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Christmas Today and 2000 Years Ago

1 december, 2017

Illustration: Yasmine Dahlberg

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Yasmine Dahlberg

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Perhaps no time of the year is quite as distinctive as Christmas.  An entire genre of music becomes relevant again, “Traditionssällskapet” decorates HB with multi-colored Christmas ornaments, and Mariettas is completely filled with overpriced candy canes and homemade pepper cookies.

As we embrace this special holiday to the fullest, it’s difficult to create a scene more beautiful than that of the Christmas nativity. The newborn child, his mother and her fiancé, the donkey and the ox, the shepherds and the three wise men…all gathered under the beaming Star of Bethlehem. However, Jesus’s birthday aside, the Christmas narrative also conveys the theme that certain times must be met with self-sacrifice. For example, Christ’s death for humanity or, even more fascinating, Mary’s sacrifice for Jesus when she bears the shame and page-six gossip that comes with pre-marital pregnancy.  She knew that she could face punishment in ancient Israel as an unwed mother, but she sacrificed her future and social standing for the gift of a new being who an angel told her would be the Son of God.

Christmas has had an immense impact on our societal conscience. However, we have managed to combine the narrative of self-sacrifice with a quite different one: the principles and practices of commerce.  Christmas is no longer a religious holiday only celebrated by people of faith. It has transformed into a holiday of intense commercialism for all.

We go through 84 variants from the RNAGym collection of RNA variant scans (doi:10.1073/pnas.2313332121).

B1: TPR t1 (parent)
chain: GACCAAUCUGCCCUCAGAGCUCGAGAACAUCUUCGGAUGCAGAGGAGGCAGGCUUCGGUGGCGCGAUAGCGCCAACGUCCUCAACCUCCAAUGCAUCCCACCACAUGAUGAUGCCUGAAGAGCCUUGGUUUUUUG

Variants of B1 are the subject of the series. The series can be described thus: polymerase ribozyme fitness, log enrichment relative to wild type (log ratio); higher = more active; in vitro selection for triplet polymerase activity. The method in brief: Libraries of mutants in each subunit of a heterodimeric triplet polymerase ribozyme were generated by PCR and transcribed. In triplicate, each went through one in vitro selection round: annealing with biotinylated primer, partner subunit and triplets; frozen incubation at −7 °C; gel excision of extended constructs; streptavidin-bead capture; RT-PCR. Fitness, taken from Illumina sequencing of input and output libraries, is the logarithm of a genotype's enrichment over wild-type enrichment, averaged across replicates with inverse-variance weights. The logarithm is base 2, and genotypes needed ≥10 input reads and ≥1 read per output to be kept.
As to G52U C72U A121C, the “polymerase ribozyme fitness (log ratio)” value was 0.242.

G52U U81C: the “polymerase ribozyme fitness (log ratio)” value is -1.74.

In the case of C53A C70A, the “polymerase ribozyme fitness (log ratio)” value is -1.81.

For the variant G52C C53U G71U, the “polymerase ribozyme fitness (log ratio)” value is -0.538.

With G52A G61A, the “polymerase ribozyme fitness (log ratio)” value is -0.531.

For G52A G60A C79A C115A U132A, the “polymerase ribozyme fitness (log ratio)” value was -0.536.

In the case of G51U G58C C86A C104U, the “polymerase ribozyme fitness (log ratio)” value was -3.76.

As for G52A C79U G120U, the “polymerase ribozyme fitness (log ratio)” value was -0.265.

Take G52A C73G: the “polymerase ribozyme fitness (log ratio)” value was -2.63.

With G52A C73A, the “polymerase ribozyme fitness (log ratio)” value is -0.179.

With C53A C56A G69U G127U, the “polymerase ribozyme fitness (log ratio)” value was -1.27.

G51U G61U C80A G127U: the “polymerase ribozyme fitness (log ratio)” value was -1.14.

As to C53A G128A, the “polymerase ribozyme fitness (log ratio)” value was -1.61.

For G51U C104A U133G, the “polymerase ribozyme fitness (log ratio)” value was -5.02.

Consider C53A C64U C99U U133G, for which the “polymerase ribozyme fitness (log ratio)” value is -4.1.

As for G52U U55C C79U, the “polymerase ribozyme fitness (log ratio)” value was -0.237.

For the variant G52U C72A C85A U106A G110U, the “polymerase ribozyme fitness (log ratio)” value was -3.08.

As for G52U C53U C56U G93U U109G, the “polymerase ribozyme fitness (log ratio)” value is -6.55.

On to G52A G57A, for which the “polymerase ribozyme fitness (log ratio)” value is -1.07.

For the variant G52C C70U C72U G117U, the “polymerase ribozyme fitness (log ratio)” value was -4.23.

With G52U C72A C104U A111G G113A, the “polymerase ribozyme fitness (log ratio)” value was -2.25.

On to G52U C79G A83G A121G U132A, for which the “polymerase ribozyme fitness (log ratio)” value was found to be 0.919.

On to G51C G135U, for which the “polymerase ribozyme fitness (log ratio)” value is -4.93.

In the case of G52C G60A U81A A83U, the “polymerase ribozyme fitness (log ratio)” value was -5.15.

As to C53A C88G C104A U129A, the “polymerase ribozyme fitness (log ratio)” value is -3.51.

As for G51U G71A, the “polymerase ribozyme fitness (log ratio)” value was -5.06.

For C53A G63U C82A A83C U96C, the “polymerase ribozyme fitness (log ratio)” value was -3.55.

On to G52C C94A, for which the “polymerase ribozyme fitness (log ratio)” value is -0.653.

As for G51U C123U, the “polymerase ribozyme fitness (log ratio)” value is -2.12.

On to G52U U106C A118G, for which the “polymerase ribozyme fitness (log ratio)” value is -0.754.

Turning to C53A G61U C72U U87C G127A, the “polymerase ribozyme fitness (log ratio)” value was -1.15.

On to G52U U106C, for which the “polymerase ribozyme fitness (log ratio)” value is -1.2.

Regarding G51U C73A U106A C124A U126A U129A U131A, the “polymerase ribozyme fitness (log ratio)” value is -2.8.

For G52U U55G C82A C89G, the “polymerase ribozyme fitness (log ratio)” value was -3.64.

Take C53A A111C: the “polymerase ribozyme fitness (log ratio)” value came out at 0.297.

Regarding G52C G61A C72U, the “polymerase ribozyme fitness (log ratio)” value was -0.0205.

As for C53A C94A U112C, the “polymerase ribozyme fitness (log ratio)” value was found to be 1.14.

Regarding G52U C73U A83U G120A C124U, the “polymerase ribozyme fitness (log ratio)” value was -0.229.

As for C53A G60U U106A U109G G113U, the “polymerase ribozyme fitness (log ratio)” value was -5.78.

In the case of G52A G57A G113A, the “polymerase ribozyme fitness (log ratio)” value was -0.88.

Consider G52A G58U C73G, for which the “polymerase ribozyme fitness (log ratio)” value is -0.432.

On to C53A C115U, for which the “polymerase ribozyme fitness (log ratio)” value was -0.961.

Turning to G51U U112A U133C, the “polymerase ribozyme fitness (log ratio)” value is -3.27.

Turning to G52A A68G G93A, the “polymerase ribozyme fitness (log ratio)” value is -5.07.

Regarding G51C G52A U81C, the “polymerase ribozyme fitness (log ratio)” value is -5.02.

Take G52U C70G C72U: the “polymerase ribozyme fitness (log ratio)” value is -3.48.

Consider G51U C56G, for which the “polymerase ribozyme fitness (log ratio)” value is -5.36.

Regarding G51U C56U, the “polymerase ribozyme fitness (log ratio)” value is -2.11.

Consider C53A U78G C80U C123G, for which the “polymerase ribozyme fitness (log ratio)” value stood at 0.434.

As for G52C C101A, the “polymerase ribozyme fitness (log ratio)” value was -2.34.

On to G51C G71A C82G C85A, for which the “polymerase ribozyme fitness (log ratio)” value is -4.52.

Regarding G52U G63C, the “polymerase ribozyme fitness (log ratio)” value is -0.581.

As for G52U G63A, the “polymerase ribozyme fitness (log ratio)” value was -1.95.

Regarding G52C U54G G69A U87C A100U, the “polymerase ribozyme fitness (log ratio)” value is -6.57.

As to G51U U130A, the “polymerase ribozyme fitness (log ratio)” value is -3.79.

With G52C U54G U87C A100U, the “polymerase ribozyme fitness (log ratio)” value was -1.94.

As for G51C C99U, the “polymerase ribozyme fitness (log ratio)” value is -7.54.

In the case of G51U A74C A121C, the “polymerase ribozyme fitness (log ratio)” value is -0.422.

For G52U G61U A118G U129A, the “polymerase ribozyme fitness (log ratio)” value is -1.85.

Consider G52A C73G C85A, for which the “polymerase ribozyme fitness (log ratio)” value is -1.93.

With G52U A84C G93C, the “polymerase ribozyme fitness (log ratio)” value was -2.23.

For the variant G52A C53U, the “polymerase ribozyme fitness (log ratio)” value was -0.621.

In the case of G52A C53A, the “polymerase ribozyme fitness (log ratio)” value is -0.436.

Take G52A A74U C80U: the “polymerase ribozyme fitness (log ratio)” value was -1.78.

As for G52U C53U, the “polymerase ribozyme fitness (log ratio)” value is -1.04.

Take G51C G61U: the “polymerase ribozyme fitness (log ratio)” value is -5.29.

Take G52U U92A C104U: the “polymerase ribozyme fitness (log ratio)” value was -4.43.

This commercial attitude tells us that a fulfilling Christmas is one where we receive the latest video game, the most fashionable sneakers or a brand-new iPhone X.  On the same day we pay tribute to self-sacrifice, faith and love, we should also get a bunch of cool stuff.  The ability to pair the ambience of the nativity scene with the essence of commercialism reflects the contradictions in our society.  Present-day Yuletide advertising can make gift giving feel like an obligation and constant holiday jingles start to sound like tantrums.  Black Friday, once only an American phenomenon that signaled the beginning of the Christmas shopping season, has even come to Sweden with special sales and offers.  The streets and stores of Stockholm were packed with shoppers on November 24th looking for the best deals.  The modern Christmas approach preaches that more is better than less, but the Christian doctrine towards money and acquisition says, in the words of the Bible, “The love of money is a root of all kinds of evil.”

While this may sound like a lot of Grinch-esque negativity, I do truly enjoy Christmas. I admire bright lights hung from brittle branches across the city, I love to stroll around the Christmas market in Gamla Stan and, considering how picky I am with food, I actually like Klein Kitchen’s “Julbord” at school.  But I also believe it’s time for us to reclaim the true, unselfish spirit of the holiday and reexamine why we celebrate Christmas.

Don’t get me wrong though; I also have a long list of things that I wish for. It’s easy to get caught up in the hype of wanting something new, but presents don’t have to be the latest, priciest thing.  The best gifts are often inexpensive but rich in meaning and personal significance.  I hope we can all take a step back from the Christmas commercial chaos and give back to our communities and loved ones with our time and simple acts of kindness and generosity.  In the current environment of social conflict, political unrest and overconsumption, that may be the kind of self-sacrifice we all need.